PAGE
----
I had to run tax errands this week. The end of June is the deadline set by the Bureau of Internal Revenue to declare the year's gross income so that only 10-15% will be deducted as withholding tax.
This meant I had to get the "Year to Date" statement issued by payroll to determine how much I actually earned. Which was almost nil, by the way, since I discovered during the first quarter that I wasn't even receiving anything anymore from the station. So since January 2014, I have received only two paychecks: one for the project that I had been working on and been a part of for nearly 18 months and the project I have been transferred to since summer.
In total, I received less than Php30,000 for the first half of the year. This puts me well within the tax bracket as I have earned more or less Php70k this year.
That really sucks.
What sucked even more was when I asked for this quarter's rice subsidy allowance. But the HR person said that I was not qualified since "IPC's only get the rice subsidy after receiving 4 subsequent paychecks."
I told her I was actually IJM, but the paper she's holding says that I'm now apparently IPC. I never really grasped the concept or differences between being IJM and this is the first time I've heard of IPC. I checked the web, and came up with this:
"IJM Workers" are part of the Internal Job Market, a pool of talents or a workers' database for the company. These are your "camera men, lights men, audio men editor, vtr man from Technical Operations Department and writers, production assistants, associate producers from Production department." A further clarification: "IJM workers use their skills on machines, while the IPCs are supposed to be 'talents' per project or paid for their 'artistic output.'"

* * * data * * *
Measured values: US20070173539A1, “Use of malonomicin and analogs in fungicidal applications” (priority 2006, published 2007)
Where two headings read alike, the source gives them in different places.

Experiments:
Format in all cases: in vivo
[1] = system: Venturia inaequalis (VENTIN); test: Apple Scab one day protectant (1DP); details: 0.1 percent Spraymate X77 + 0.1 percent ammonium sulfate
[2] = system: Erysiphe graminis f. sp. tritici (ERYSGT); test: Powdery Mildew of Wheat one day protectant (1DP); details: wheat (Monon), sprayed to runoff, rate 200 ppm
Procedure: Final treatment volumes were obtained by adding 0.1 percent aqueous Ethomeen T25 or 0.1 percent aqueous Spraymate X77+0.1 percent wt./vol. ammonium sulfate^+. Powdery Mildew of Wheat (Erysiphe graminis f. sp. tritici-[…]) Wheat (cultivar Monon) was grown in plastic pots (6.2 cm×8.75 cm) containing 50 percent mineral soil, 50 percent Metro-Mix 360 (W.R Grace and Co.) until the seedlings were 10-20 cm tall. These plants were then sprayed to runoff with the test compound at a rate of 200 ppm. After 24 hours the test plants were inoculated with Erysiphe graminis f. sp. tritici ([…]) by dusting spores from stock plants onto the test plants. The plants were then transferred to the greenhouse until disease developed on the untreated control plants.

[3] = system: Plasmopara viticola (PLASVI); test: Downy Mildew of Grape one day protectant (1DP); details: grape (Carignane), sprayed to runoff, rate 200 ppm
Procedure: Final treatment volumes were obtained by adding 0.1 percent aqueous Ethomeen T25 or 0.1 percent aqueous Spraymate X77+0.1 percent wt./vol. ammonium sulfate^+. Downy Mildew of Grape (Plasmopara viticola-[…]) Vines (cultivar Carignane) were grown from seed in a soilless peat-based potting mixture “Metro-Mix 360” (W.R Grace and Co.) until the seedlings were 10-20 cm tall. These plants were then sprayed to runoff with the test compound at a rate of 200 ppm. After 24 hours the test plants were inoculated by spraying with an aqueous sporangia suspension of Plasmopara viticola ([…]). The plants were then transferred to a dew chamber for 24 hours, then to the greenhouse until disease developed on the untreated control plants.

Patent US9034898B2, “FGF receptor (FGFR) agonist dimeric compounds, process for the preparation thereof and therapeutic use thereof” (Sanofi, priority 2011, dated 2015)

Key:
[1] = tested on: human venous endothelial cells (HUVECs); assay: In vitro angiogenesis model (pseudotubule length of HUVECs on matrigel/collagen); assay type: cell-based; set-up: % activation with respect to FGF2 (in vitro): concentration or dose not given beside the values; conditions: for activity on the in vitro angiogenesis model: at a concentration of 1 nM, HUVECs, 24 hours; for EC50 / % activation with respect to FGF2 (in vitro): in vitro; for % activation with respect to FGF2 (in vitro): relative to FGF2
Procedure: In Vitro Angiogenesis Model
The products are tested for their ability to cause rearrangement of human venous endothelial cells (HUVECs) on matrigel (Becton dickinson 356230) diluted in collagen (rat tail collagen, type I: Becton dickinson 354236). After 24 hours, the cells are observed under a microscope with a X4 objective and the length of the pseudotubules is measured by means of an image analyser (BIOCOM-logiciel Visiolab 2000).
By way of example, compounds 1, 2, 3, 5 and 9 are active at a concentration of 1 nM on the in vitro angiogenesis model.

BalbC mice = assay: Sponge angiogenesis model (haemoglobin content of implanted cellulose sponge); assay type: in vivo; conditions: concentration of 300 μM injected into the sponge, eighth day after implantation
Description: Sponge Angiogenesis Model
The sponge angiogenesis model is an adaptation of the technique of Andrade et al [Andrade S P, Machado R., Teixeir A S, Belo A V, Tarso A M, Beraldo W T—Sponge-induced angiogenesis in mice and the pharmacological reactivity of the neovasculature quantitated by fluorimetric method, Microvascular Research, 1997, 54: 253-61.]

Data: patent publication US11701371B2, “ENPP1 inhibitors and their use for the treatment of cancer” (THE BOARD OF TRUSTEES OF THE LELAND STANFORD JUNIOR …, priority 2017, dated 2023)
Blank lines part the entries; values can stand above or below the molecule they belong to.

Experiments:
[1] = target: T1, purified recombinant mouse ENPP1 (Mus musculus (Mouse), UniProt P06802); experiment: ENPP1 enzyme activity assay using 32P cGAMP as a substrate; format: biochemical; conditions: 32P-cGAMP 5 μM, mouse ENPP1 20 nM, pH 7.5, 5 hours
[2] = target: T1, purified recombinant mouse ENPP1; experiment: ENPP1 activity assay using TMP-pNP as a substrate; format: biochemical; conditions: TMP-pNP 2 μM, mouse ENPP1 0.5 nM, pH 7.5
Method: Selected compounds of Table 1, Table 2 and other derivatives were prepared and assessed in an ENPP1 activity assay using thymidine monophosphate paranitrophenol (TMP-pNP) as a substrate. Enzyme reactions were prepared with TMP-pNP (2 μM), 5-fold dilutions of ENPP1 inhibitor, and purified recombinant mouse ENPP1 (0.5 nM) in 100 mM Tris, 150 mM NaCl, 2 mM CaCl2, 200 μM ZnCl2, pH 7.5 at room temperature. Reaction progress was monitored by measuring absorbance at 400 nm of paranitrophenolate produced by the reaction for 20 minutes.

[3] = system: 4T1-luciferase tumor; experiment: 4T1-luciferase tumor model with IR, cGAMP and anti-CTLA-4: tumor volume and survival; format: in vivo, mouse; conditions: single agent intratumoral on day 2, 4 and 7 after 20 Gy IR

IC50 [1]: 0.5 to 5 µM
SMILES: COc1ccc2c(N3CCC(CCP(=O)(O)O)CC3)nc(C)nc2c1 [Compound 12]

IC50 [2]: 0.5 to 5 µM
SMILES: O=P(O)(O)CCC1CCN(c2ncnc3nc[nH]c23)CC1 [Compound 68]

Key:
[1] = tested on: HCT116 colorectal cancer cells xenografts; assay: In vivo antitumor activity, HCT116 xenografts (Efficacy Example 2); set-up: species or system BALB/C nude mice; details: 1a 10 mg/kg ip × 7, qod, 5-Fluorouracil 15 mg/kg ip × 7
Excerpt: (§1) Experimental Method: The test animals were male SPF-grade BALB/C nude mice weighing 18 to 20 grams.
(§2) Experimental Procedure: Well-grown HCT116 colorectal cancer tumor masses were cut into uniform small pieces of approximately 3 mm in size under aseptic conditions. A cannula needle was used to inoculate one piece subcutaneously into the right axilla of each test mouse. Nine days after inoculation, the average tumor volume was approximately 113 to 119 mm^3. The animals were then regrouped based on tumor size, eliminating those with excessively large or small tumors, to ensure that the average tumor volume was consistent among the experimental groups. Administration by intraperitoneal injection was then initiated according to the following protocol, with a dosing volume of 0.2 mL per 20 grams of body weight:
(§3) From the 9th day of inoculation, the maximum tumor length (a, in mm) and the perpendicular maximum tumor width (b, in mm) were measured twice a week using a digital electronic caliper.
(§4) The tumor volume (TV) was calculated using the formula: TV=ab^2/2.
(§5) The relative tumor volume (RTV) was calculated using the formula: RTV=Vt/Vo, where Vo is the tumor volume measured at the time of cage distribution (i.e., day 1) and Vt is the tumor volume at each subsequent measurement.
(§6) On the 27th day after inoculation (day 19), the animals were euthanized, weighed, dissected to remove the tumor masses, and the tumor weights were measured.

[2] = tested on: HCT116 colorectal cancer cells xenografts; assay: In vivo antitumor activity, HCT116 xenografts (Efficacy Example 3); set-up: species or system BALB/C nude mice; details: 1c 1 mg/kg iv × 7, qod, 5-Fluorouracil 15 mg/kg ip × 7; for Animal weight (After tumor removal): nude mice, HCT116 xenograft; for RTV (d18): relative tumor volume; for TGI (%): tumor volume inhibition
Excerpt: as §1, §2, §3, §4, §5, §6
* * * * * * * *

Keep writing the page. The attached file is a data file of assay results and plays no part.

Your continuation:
What is only clear to me is this: IJM or IPC, it only means no work, no pay. If there's no output, you're not getting paid. It doesn't matter if you're working all the time and get stressed while working on a "pre-game project. You do not get paid for meetings, or time spent doing research, etc. You don't get "billable hours," only projects aired or delivered.
It's not the only company that does this. Every one of the big three outfits have more or less the same policy. Only a negligible number of people qualify as employees. There are some who hold a multi-year contract that give not salaries but "retainers fees." There are no "regulars," there are only "talents." There are no office hours, but there are also no holidays or days off. You are always on call. There are no benefits--not even an assurance of rice to feed you and your family while your project is still lounging in development hell.
The logical step would be to quit and find a better paying job with security and benefits. And yet so many remain. Think of that every time you complain about how there's "nothing good on TV anyway."